The Opioid Mess

The number of deaths from opioid overdoses and misuse continues to climb. All sorts of legislative and regulatory proposals have been floated, almost entirely, from what I can tell, dealing with controlling or restricting the prescription and distribution of opioids. Most recently, the President has signed an executive order purportedly addressing the opioid crisis.

Almost none of these measures will work, just as the measures proposed to deal with illegal drugs have failed miserably. And these “new” approaches will fail for a very similar reason: They don’t address the real problems leading to opioid deaths.

According to the National Institutes of Health, over 100 million Americans suffer from chronic pain, and opioid-related overdose fatalities have doubled over the past ten years to more than 60,000 last year. While the NIH has recognized that pain and overdose deaths are related, and that medical pain treatment methods need to be improved, the underlying problem is incredibly simple… and presently not solvable for the majority of those suffering long term severe pain.

Opioids are the only legal way to relieve pain for most of those individuals suffering long-term severe pain. Continuous use of opioids requires higher and higher dosages to be effective and also makes users increasingly more sensitive to pain. In addition, chronic intense pain makes sleep difficult, and sleep-deprived individuals have even more difficulty handling pain. The medical profession has also been successful in “saving” people, at the associated cost of painful and chronic medical conditions.

While researchers are seeking other non-addictive pain remedies, so far as I’ve been able to determine, no non-opioid medication useful on a daily and long-term basis for a range of pain conditions has reached the stage of human clinical trials, and until something meeting those criteria is developed we’ll continue to face an “opioid crisis.” Restricting prescription painkillers will only drive people in pain to illegal drugs on a greater basis than at present, and that’s frightening, because overdose rates for illegal synthetic painkillers such as fentanyl are now approaching 20,000 deaths per year, an almost six-fold increase since 2002.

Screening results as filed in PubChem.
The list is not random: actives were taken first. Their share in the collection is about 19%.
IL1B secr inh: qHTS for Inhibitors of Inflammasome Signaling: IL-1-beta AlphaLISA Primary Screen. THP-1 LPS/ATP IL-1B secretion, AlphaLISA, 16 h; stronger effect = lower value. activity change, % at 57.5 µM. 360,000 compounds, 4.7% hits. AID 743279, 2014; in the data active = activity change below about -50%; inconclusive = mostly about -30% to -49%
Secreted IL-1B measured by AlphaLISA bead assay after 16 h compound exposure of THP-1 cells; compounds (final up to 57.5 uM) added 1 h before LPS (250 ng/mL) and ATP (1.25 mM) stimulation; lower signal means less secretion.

The problem isn’t opioids; the problem is pain. And very little of the rhetoric even acknowledges that.

7 thoughts on “The Opioid Mess”

  1. Wine Guy says:

    It’s been a while since I addressed this on the blog – the better part of a year and a half, I think.

    As an MD who prescribed opiods now and then, I will agree that the problem is pain. The problem is also people’s perceptions and what can be properly expected when a person has a chronic pain syndrome. And not all pain is the same.

    Opiates are (if I can mix allusions) Pandora’s panacea for pain. They work very well for short term pain. Long term, they require higher and higher doses to have the same effect and eventually a person reaches a point where they reach very high doses and they have lessening benefits and withdrawal syndromes if they don’t take a maintenance amount each day. That doesn’t take into account the other effects of high dose opiates: constipation (minor, until you’re really suffering), urinary retention (kinda bad – and potentially very bad), and potentially fatal cardiac arrhythmias.

    And that doesn’t include overdose.

    So… what to do?

    #1 There are other ways of managing long term pain. Managing doesn’t mean curing. True cures are uncommon. Physical therapy, Injections, TENS,

    #2 Face reality. Most pain that people take opiates for don’t need opiates long term. Short term (1-3 weeks) then switching to anti-inflammatories and tylenol AND PROPER PHYSICAL THERAPY.

    #3 Physical therapy is hard work and it hurts. And it works. And people wimp out all the time. The reality is that if a person can complete 6 weeks of proper PT and also CONTINUE THE EXERCISES periodically afterwards(especially for back pain).

    #4 Remain active, by hook or by crook. Keeping the body moving and doing what bodies are supposed to do keeps them healthier and in less pain than bodies that are sedentary and not mobile.

    Are these fair to people who are hurt and injured by things not their fault? No. Are these fair to people who have done things to themselves? No.